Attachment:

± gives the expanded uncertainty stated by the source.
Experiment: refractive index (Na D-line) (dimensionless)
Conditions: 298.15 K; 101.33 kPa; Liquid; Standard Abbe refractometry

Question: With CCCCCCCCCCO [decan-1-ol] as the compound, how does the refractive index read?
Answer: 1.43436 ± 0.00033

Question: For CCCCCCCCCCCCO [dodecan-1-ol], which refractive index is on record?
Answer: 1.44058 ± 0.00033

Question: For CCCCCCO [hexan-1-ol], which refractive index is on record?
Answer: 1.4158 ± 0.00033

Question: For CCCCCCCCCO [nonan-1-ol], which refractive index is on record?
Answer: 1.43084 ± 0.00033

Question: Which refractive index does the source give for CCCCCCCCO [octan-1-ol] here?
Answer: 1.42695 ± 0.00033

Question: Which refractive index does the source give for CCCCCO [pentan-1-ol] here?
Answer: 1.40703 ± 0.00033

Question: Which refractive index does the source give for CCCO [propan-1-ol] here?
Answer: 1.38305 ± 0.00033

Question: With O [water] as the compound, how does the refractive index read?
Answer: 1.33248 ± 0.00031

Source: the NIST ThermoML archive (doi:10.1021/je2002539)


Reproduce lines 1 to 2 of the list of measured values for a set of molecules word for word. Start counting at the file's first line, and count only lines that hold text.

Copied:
± gives the expanded uncertainty stated by the source.
Experiment: refractive index (Na D-line) (dimensionless)